Acute Coronary Syndrome: Getting to the Heart of the Matter for Pharmacists

Estimated time to complete activity: 1 hour
Date of initial release: June 18, 2018
Valid for CPE credit through: June 18, 2019

Instructions for Credit

There is no fee for this activity.  To receive credit after reading this CPE activity in its entirety, participants must review the accreditation and disclosure information, complete the pre-activity assessment, view the presentation in its entirety, and complete the posttest and evaluation.  For questions regarding the accreditation of this activity, please contact Medical Learning Institute, Inc. at (609) 333-1693 or  MLI will report your participation to the NABP only if you provide your NABP e-Profile number and date of birth.  Within 6 weeks, view your participation record at the NABP website: 

Please note that your participation will not show as ‘Completed’ on ASHP’s website as MLI is the accreditor for this activity and will be handling the credit fulfillment.


Use the button above (or click here) to enroll.  Activity is offered on another CE provider’s site.

Program Description

Acute coronary syndrome (ACS) is not just one disease but a group of disorders that can be thought of as a continuum of injury with the least severe being angina (UA), followed by non-ST elevation myocardial infarction (NSTEMI), and then the most severe, ST elevation myocardial infarction (STEMI). ACS is defined by the symptoms that result from acute myocardial ischemia caused by insufficient blood flow to the heart muscle. 

Pharmacists can assist patients across the continuum of care. However, studies have shown that many pharmacists are unprepared to manage their patients with ACS. In order for pharmacists to provide the best possible care and education for patients, they must be equipped with the most recent clinical data and resources. 

Pharmacists working in integrated healthcare delivery systems play a key role in affecting best practices and also help to evaluate the evidence supporting novel therapies and monitoring systems, so they can directly influence the uptake of innovations in the health system.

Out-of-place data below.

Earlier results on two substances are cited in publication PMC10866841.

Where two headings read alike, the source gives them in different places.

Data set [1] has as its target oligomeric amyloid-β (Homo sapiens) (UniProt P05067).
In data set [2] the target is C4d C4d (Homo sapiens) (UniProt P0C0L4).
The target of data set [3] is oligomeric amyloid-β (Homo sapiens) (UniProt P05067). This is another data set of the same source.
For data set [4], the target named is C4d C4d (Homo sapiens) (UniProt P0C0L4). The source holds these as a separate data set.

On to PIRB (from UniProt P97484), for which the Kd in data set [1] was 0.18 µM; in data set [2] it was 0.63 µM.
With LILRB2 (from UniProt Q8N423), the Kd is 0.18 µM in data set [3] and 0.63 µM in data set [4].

This program will educate and empower pharmacists to actively manage their patients with ACS or who may be at risk of ACS, so that they can maintain long-term optimal health.

Target Audience

This activity was developed for health-system pharmacists and pharmacy technicians that manage patients with Acute Coronary Syndrome (ACS).

Registered Pharmacy Designation

The Medical Learning Institute, Inc. is accredited by the Accreditation Council for Pharmacy Education as a provider of continuing pharmacy education.  Completion of this application-based activity provides for 1.0 contact hour (0.10 CEU) of continuing pharmacy education credit. 

Universal Activity Number: 0468-0000-18-010-H01-P
Universal Activity Number: 0468-0000-18-010-H01-T 

Learning Objectives

Upon completion of this activity, the participant will be able to:


  • Identify patients at risk for ACS
  • Explain the distinct phases of the continuum of IHD and ACS: UA, NSTEMI, and STEMI in order to assist the care team in managing patients as they progress through treatment
  • Review recent advances in treatment for the ACS/CAD patient to optimize outcomes
  • Summarize best practices to counsel patients on the importance of adherence and follow-up care while monitoring their ongoing health including coordinating all their prescriptions

Pharmacy Technicians

  • Explain the risk factors of ACS
  • Describe the differences between UA, NSTEMI and STEMI
  • Identify recent developments in the management of ACS
  • Recognize the importance of supporting patient information, adherence and outcomes

Course Faculty:

Toby C. Trujillo, PharmD, FCCP, FAHA, BCPS-AQ Cardiology
Associate Professor
University of Colorado
Skaggs School of Pharmacy and Pharmaceutical Sciences
University of Colorado Anschutz Medical Campus
Clinical Specialist - Anticoagulation/Cardiology
University of Colorado Hospital
Aurora, CO


           This activity is provided by Medical Learning Institute, Inc.


Commercial Support Acknowledgment

This activity is supported by an educational grant from AstraZeneca.